It will make absolutely hee haw difference in that situation. Tbeyre not designed to do that. It can make a difference in slow speed tumbles and spills, which are altogether more common when cycling. It could make the difference between a cut knee and bruised ego from overbalancing or hitting a pothole to a serious head injury.

I'd say wear a helmet, but be aware of what it can't and can do l, understand that sharing the road with bigger vehicles has the potential to be dangerous and ride accordingly.

t4nut Wed 05-Oct-16 12:12:38

Plus there's the research that shows wearing a helmet increases the risk of spinal rotational injuries from those tumbles and spills.

acasualobserver Wed 05-Oct-16 12:17:16

it will protect your head from banging the road.

A bit. Perhaps. A helmet - properly fitted - could offer some protection in a low speed impact.

NinjaLeprechaun Wed 05-Oct-16 12:17:27

"I don't think compulsory helmets are the way to go though. I'd rather be dead than severely brain damaged."
Having dealt with the symptoms of post-concussion syndrome for decades after falling off my bike in my teens while not wearing a helmet, this strikes me as a remarkably stupid thing to say. You're far, FAR more likely to suffer permanent brain damage if you don't wear a helmet. Even a "mild" concussion can have lifelong effects.

c3pu Wed 05-Oct-16 12:21:13

I wear a seatbelt when I get into a car, and i wear a helmet when I get onto my bike.

I pray to god I never need them in anger, but having been knocked off my bike before I shall never be without my hat.

HeyNannyNanny Wed 05-Oct-16 12:30:06

YANBU OP.

As for helmets, I think its stupid not to wear one. Obviously its not going to protect you if you get smashed by a car but that's like saying seatbelts are pointless because they won't save you if you get hit by an article lorry.
I was always under the impression that helmets were there to protect you in a minor accident should you, for example, hit your head on the kerb. They help prevent minor accidents becoming major ones.

As does, to be fair, common sense and obeying road law

HeyNannyNanny Wed 05-Oct-16 12:31:12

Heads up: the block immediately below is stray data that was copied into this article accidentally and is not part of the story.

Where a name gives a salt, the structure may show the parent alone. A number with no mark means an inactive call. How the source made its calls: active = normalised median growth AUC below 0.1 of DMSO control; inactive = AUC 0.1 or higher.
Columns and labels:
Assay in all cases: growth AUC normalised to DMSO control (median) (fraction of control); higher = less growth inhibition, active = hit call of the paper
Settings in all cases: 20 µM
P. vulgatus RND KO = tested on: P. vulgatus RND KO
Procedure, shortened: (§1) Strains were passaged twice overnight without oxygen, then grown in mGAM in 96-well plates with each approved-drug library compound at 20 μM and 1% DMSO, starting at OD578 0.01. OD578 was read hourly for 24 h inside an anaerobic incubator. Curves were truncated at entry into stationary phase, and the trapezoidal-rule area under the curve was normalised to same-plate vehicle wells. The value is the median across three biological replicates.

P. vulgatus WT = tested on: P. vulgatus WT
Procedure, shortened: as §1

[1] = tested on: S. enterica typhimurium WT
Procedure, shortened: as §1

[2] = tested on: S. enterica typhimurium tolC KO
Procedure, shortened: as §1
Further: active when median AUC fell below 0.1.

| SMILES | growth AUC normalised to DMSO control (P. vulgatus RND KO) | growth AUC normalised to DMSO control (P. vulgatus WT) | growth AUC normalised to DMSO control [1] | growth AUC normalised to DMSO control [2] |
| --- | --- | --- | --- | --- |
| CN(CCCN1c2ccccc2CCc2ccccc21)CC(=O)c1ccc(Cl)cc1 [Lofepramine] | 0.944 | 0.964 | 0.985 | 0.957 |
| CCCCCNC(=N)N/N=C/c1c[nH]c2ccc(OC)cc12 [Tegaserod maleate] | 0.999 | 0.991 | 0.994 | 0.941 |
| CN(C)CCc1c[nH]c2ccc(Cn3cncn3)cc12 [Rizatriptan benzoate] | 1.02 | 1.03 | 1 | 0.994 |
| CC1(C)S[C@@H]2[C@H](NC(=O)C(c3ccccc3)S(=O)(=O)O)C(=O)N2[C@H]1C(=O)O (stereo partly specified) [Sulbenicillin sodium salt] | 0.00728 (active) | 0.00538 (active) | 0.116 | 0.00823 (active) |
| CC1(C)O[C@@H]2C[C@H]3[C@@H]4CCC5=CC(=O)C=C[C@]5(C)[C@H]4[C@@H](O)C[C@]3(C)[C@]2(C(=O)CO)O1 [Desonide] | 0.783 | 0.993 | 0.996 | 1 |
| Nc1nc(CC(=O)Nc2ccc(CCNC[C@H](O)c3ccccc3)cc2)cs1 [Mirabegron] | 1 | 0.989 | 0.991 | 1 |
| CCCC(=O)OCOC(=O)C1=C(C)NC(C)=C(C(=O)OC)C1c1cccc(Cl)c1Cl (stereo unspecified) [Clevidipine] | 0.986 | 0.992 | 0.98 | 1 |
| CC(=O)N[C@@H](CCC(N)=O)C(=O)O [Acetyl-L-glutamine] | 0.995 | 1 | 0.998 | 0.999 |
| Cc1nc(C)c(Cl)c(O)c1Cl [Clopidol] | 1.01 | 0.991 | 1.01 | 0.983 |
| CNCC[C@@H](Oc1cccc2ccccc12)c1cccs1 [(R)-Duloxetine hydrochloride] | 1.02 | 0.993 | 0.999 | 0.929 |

*arctic lorry. Bloody hell

themoomah Wed 05-Oct-16 12:36:30

My lovely husband was in an accident while riding his bike13 years ago. He bounced headfirst off a Mercedes and onto the kerb. He wasn't wearing a helmet. The effects have been far-reaching and his life-expectancy has been shortened by around 10 years. He's very lucky he didn't die. If he'd wearing a helmet he may have still broken his collar bones but he wouldn't have had the life-changing brain damage he's got now. His entire medical team, from the neurosurgeons to the ITU nurses were all adamant that if every cyclist wore a cycle helmet every time they got on a bike there would be far fewer neuroscientists needed because of the dramatic reduction in head injuries and far less money spent by the NHS and associated charities providing care for cyclists with acquired brain damage. The increase in potential spinal damage as a result of the helmet is miniscule in comparison. Granted, this poor lady shouldn't have been riding one-handed, while drunk, and taking a selfie - but if she'd also been wearing a cycle helmet she might still be with us to realize the error of her ways.

hmcAsWas Wed 05-Oct-16 12:38:48

That link doesn't work when I click on it confused

I will NEVER understand why people do not wear helmets.

rumbelina Wed 05-Oct-16 12:40:20

Having seen dents in helmets from low level accidents that could have been a lot worse I think people are crazy not to wear them.

Where I work you also see lots of (adult) cyclists without lights, high vis or helmets - in the fucking dark. Crazy and also completely selfish. I am totally pro cycling, DH cycles everywhere, but some people are idiots.

hmcAsWas Wed 05-Oct-16 12:42:20

Yep Rumbelina - friends son has impressive dent in his helmet after falling off at relatively low speed.

Also yes to the unlit cyclists - drove past one the other night on a 60mph stretch of road!

SoupDragon Wed 05-Oct-16 12:47:44

All the gear in the world won't protect against stupidity sad

I followed a pack of cyclists from a club earlier this week, along a busy main road. Cycling along en masse, all kitted out with Lycra, head gear and (on some of them) cameras. One female member was riding along typing onto her mobile phone. I wondered if this was illegal in the same way it is for a driver.

rumbelina Wed 05-Oct-16 12:48:25

Sorry about your husband moomah. I'm glad you still have him. I met a man at the bus stop about 10 years ago who had a bike accident a few years previously while not wearing a helmet. He was in a coma for a year and couldn't use one side of his body (although was now able to walk by kind of dragging his leg). He told me all about it while we waited for the bus and how the doctors had said a helmet would have prevented it - his whole life turned upside down... I've never forgotten it.